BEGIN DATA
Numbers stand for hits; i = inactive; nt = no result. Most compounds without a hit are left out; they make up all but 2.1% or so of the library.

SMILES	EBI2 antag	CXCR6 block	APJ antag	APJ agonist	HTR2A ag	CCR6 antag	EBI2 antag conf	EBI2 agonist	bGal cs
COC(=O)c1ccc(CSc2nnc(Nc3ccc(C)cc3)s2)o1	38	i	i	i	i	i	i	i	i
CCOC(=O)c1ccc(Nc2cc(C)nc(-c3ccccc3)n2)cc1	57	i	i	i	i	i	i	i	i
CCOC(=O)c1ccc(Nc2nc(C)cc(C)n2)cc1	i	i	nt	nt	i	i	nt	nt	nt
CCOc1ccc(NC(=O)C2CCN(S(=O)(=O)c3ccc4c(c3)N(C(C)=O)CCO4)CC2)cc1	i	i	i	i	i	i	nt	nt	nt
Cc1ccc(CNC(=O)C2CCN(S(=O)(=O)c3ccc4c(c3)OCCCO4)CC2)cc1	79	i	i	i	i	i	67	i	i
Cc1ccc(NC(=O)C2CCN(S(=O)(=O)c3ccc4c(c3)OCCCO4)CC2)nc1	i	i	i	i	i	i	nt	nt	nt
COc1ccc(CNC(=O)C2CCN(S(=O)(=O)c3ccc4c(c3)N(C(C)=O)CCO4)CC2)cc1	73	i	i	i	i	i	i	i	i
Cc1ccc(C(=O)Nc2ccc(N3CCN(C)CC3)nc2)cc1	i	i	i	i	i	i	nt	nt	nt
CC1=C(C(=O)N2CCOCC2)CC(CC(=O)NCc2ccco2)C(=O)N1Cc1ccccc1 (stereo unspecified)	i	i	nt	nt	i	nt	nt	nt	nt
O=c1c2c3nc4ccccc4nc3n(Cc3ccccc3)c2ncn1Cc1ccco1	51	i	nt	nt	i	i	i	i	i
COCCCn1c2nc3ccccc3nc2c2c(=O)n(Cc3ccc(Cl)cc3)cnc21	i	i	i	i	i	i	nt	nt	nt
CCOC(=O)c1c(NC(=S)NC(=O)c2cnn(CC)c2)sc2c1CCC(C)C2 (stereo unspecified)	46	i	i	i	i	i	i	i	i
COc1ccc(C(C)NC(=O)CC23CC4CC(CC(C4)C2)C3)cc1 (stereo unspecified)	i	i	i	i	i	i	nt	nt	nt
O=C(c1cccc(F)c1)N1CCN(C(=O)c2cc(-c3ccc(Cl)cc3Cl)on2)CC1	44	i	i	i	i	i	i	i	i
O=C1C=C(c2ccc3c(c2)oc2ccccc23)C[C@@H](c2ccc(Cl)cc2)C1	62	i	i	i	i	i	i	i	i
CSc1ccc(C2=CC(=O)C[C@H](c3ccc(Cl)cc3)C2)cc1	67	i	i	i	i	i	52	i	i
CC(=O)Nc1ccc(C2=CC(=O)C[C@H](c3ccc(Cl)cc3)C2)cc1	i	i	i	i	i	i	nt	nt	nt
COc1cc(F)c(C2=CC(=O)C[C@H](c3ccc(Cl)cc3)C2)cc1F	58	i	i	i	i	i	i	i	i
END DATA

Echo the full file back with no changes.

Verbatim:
Numbers stand for hits; i = inactive; nt = no result. Most compounds without a hit are left out; they make up all but 2.1% or so of the library.

SMILES	EBI2 antag	CXCR6 block	APJ antag	APJ agonist	HTR2A ag	CCR6 antag	EBI2 antag conf	EBI2 agonist	bGal cs
COC(=O)c1ccc(CSc2nnc(Nc3ccc(C)cc3)s2)o1	38	i	i	i	i	i	i	i	i
CCOC(=O)c1ccc(Nc2cc(C)nc(-c3ccccc3)n2)cc1	57	i	i	i	i	i	i	i	i
CCOC(=O)c1ccc(Nc2nc(C)cc(C)n2)cc1	i	i	nt	nt	i	i	nt	nt	nt
CCOc1ccc(NC(=O)C2CCN(S(=O)(=O)c3ccc4c(c3)N(C(C)=O)CCO4)CC2)cc1	i	i	i	i	i	i	nt	nt	nt
Cc1ccc(CNC(=O)C2CCN(S(=O)(=O)c3ccc4c(c3)OCCCO4)CC2)cc1	79	i	i	i	i	i	67	i	i
Cc1ccc(NC(=O)C2CCN(S(=O)(=O)c3ccc4c(c3)OCCCO4)CC2)nc1	i	i	i	i	i	i	nt	nt	nt
COc1ccc(CNC(=O)C2CCN(S(=O)(=O)c3ccc4c(c3)N(C(C)=O)CCO4)CC2)cc1	73	i	i	i	i	i	i	i	i
Cc1ccc(C(=O)Nc2ccc(N3CCN(C)CC3)nc2)cc1	i	i	i	i	i	i	nt	nt	nt
CC1=C(C(=O)N2CCOCC2)CC(CC(=O)NCc2ccco2)C(=O)N1Cc1ccccc1 (stereo unspecified)	i	i	nt	nt	i	nt	nt	nt	nt
O=c1c2c3nc4ccccc4nc3n(Cc3ccccc3)c2ncn1Cc1ccco1	51	i	nt	nt	i	i	i	i	i
COCCCn1c2nc3ccccc3nc2c2c(=O)n(Cc3ccc(Cl)cc3)cnc21	i	i	i	i	i	i	nt	nt	nt
CCOC(=O)c1c(NC(=S)NC(=O)c2cnn(CC)c2)sc2c1CCC(C)C2 (stereo unspecified)	46	i	i	i	i	i	i	i	i
COc1ccc(C(C)NC(=O)CC23CC4CC(CC(C4)C2)C3)cc1 (stereo unspecified)	i	i	i	i	i	i	nt	nt	nt
O=C(c1cccc(F)c1)N1CCN(C(=O)c2cc(-c3ccc(Cl)cc3Cl)on2)CC1	44	i	i	i	i	i	i	i	i
O=C1C=C(c2ccc3c(c2)oc2ccccc23)C[C@@H](c2ccc(Cl)cc2)C1	62	i	i	i	i	i	i	i	i
CSc1ccc(C2=CC(=O)C[C@H](c3ccc(Cl)cc3)C2)cc1	67	i	i	i	i	i	52	i	i
CC(=O)Nc1ccc(C2=CC(=O)C[C@H](c3ccc(Cl)cc3)C2)cc1	i	i	i	i	i	i	nt	nt	nt
COc1cc(F)c(C2=CC(=O)C[C@H](c3ccc(Cl)cc3)C2)cc1F	58	i	i	i	i	i	i	i	i